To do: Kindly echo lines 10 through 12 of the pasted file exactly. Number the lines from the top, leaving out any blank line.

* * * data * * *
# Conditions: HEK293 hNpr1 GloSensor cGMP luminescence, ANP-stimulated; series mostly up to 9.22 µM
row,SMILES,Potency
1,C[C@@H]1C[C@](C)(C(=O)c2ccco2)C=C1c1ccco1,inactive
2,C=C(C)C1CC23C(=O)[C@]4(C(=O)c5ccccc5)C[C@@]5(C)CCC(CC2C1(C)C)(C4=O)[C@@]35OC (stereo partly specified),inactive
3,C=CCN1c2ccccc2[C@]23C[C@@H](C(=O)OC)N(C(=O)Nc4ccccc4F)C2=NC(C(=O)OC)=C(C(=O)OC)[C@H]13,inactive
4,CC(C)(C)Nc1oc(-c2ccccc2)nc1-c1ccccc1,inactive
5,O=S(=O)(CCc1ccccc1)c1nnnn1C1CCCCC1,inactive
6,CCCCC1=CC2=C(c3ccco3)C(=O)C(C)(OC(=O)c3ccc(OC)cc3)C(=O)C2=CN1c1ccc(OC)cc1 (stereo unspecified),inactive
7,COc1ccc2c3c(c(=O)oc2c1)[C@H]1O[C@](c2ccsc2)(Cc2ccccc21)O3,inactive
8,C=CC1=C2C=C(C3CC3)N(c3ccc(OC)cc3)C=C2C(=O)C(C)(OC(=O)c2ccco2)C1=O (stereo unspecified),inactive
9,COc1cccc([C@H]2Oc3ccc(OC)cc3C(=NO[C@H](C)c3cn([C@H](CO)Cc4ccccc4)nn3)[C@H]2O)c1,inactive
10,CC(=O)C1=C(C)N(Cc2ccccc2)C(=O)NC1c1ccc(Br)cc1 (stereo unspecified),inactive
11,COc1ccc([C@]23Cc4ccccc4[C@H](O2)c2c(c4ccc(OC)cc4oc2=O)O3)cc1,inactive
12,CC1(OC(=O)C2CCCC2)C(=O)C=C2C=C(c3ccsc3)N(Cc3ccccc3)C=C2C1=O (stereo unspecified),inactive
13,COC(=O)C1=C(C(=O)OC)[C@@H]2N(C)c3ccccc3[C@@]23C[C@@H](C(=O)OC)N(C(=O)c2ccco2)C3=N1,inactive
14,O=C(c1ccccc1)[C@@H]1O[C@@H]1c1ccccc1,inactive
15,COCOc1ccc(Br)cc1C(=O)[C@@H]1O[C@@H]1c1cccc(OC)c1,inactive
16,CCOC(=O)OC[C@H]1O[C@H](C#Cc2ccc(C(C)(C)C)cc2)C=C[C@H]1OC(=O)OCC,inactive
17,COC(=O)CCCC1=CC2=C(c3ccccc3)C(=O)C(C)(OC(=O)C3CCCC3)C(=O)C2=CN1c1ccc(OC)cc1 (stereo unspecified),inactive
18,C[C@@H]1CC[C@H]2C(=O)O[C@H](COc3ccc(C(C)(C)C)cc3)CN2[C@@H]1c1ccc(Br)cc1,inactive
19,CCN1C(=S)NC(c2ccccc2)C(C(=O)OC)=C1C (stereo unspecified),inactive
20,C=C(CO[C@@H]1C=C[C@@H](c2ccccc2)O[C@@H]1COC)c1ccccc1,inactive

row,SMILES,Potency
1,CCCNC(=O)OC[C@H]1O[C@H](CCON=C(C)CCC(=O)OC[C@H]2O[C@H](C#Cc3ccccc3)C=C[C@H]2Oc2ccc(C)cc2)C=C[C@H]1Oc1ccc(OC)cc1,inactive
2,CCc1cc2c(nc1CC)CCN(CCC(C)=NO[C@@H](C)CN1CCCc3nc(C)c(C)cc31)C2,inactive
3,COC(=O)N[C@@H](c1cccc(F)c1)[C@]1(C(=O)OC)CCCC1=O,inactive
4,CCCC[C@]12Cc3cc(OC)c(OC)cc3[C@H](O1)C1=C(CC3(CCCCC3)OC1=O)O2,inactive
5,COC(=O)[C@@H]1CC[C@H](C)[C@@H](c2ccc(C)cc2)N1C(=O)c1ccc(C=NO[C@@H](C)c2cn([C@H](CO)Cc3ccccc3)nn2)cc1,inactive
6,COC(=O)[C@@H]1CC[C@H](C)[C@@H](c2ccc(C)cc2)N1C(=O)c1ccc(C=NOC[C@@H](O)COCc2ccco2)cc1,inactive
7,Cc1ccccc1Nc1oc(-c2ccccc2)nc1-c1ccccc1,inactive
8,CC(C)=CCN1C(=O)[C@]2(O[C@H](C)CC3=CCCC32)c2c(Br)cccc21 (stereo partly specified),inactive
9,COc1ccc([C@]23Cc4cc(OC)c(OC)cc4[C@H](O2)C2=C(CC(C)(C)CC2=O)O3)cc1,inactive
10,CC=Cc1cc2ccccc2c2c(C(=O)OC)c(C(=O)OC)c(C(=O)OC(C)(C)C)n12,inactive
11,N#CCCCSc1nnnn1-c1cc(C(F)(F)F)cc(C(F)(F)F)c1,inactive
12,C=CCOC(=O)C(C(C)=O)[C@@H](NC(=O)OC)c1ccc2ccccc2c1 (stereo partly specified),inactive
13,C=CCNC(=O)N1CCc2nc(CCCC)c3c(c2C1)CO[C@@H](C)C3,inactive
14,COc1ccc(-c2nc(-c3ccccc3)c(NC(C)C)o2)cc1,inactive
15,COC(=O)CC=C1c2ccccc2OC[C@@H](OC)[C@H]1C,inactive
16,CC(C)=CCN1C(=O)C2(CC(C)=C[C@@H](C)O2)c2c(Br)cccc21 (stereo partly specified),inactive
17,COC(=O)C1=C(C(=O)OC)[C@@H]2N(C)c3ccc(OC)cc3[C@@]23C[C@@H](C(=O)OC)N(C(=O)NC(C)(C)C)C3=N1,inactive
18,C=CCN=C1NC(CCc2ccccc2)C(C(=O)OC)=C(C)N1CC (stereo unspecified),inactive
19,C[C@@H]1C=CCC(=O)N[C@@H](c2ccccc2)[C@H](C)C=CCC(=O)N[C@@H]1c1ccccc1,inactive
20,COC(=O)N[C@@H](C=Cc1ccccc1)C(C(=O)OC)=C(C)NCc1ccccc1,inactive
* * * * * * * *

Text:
8,C=CC1=C2C=C(C3CC3)N(c3ccc(OC)cc3)C=C2C(=O)C(C)(OC(=O)c2ccco2)C1=O (stereo unspecified),inactive
9,COc1cccc([C@H]2Oc3ccc(OC)cc3C(=NO[C@H](C)c3cn([C@H](CO)Cc4ccccc4)nn3)[C@H]2O)c1,inactive
10,CC(=O)C1=C(C)N(Cc2ccccc2)C(=O)NC1c1ccc(Br)cc1 (stereo unspecified),inactive